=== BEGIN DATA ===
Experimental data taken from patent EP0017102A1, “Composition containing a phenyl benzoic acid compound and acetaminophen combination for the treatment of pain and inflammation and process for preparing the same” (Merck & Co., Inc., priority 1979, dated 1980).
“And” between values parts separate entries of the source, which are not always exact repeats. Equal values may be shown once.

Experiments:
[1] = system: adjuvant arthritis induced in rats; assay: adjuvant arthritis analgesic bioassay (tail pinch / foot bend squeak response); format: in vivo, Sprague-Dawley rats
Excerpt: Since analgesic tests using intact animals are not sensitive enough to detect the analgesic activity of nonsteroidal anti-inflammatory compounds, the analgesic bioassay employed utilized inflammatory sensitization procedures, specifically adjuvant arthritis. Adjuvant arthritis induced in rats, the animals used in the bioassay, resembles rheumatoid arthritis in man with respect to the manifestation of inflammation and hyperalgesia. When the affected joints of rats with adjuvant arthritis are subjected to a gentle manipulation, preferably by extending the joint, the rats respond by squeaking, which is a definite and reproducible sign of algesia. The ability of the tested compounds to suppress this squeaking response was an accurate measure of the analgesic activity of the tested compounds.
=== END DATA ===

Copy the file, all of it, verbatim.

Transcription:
Experimental data taken from patent EP0017102A1, “Composition containing a phenyl benzoic acid compound and acetaminophen combination for the treatment of pain and inflammation and process for preparing the same” (Merck & Co., Inc., priority 1979, dated 1980).
“And” between values parts separate entries of the source, which are not always exact repeats. Equal values may be shown once.

Experiments:
[1] = system: adjuvant arthritis induced in rats; assay: adjuvant arthritis analgesic bioassay (tail pinch / foot bend squeak response); format: in vivo, Sprague-Dawley rats
Excerpt: Since analgesic tests using intact animals are not sensitive enough to detect the analgesic activity of nonsteroidal anti-inflammatory compounds, the analgesic bioassay employed utilized inflammatory sensitization procedures, specifically adjuvant arthritis. Adjuvant arthritis induced in rats, the animals used in the bioassay, resembles rheumatoid arthritis in man with respect to the manifestation of inflammation and hyperalgesia. When the affected joints of rats with adjuvant arthritis are subjected to a gentle manipulation, preferably by extending the joint, the rats respond by squeaking, which is a definite and reproducible sign of algesia. The ability of the tested compounds to suppress this squeaking response was an accurate measure of the analgesic activity of the tested compounds.